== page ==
New Mexico's 1998 drive-up liquor window closure. Study I: effect on alcohol-involved crashes
Article first published online: 8 APR 2004
Volume 99, Issue 5, pages 598–606, May 2004
How to Cite
Lapham, S. C., Gruenwald, P. J., Remer, L. and Layne, L. (2004), New Mexico's 1998 drive-up liquor window closure. Study I: effect on alcohol-involved crashes. Addiction, 99: 598–606. doi: 10.1111/j.1360-0443.2004.00708.x
- Issue published online: 8 APR 2004
- Article first published online: 8 APR 2004
- Submitted 10 February 2003; initial review completed 16 June 2003; final version accepted 2 December 2003
- alcohol outlet;
- alcohol-related crashes;
- drive-up liquor window;
- drunk driving;
- spatial analysis
Aims To determine the spatial relationship between drive-up liquor window locations and alcohol-related traffic crashes for 2 years before and after New Mexico banned drive-through alcohol sales.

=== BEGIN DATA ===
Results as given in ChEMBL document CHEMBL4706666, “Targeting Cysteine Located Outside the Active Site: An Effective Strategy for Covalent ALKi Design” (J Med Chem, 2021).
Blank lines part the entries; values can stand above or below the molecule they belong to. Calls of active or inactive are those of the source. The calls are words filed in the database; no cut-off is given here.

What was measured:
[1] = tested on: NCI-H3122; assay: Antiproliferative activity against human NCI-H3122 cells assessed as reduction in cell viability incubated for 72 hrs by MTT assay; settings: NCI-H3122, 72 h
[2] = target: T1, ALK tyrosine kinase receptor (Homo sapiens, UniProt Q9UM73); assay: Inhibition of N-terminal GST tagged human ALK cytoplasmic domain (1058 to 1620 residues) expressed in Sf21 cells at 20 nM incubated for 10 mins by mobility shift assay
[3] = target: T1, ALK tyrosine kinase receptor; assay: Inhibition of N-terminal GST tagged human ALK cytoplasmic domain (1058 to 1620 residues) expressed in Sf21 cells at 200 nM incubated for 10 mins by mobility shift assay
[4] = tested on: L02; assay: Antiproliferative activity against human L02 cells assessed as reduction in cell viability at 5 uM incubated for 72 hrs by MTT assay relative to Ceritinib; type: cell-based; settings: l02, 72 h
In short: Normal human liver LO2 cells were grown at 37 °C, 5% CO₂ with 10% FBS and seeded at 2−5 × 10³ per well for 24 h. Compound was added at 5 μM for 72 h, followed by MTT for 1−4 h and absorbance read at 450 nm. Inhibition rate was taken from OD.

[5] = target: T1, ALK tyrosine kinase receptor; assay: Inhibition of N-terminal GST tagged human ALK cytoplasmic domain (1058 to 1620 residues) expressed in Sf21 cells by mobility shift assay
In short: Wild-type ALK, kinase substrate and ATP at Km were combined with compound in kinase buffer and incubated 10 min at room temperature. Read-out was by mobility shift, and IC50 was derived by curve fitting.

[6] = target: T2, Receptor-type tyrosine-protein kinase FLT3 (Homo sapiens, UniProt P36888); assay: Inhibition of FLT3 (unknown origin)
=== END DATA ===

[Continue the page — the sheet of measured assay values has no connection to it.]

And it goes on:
Design Current liquor licenses, crash data, roadway information and US Census data were used in this analysis. Cross-sectional and longitudinal regression analyses were applied to the entire state, and to Albuquerque only.
Findings Of all NM liquor licenses, 189 (9%) included drive-up sales, which co-occurred with on- or off-premise licenses (94%). The rate of non-pedestrian alcohol-related crashes relative to non-pedestrian total crashes showed an increasing trend prior to closure and a decreasing trend after the closure. Cross-sectional analyses in Albuquerque revealed that the percentage of alcohol-involved crashes was not related to densities of on- or off-premise outlets per kilometer of roadway, or to percentage of drive-up outlets. Statewide, the percentage of drive-up outlets was not significantly related to the percentage of alcohol-related crashes within census tracts but was associated positively with the percentage of alcohol-related crashes in surrounding census tracts. There was no statistically significant relationship between number of drive-ups and percentage of alcohol-related crashes in either longitudinal model.
Conclusions Despite the declining rate of alcohol-related crashes following closure of drive-up liquor windows, both in Albuquerque and statewide, regression models using spatial data do not demonstrate definitively an association between the decline and the closure of the drive-up liquor windows.